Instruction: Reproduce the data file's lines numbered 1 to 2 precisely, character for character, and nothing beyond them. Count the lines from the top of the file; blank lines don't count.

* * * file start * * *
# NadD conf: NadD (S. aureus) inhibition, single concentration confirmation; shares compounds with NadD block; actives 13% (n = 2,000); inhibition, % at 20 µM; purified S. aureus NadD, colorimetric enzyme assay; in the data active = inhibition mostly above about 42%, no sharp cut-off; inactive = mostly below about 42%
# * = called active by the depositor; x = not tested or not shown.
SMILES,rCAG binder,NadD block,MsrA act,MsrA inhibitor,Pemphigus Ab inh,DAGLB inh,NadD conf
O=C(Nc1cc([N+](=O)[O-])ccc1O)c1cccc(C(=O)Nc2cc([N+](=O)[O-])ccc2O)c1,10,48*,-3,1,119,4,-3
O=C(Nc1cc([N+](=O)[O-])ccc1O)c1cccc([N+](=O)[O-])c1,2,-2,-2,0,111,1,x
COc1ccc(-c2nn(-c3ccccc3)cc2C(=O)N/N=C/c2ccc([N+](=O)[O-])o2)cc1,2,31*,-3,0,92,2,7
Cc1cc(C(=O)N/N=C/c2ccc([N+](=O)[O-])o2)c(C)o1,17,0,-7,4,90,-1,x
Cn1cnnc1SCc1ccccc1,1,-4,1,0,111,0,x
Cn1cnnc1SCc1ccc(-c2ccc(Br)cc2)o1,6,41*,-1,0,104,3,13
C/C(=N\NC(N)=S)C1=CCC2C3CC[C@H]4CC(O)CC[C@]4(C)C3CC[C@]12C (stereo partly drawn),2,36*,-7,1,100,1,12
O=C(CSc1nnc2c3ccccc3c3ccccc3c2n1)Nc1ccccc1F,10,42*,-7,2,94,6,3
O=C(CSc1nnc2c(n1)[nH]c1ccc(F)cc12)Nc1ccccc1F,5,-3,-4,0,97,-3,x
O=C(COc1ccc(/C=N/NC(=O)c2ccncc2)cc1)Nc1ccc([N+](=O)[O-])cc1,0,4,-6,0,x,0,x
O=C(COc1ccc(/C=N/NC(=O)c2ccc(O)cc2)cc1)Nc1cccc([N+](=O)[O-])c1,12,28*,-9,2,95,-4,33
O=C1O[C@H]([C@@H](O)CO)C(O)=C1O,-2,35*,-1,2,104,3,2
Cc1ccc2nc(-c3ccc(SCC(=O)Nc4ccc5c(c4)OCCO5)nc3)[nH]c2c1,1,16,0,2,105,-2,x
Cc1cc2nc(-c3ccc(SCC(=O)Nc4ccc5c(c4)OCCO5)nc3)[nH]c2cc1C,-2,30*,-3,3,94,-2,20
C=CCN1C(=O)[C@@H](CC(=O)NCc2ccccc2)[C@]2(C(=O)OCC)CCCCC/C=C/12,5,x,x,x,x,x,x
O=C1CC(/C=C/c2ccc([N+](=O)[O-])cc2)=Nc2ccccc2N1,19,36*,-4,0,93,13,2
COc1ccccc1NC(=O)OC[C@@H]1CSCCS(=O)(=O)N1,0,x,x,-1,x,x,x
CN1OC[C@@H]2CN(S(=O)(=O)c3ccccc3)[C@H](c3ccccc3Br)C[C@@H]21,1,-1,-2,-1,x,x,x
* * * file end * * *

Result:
# NadD conf: NadD (S. aureus) inhibition, single concentration confirmation; shares compounds with NadD block; actives 13% (n = 2,000); inhibition, % at 20 µM; purified S. aureus NadD, colorimetric enzyme assay; in the data active = inhibition mostly above about 42%, no sharp cut-off; inactive = mostly below about 42%
# * = called active by the depositor; x = not tested or not shown.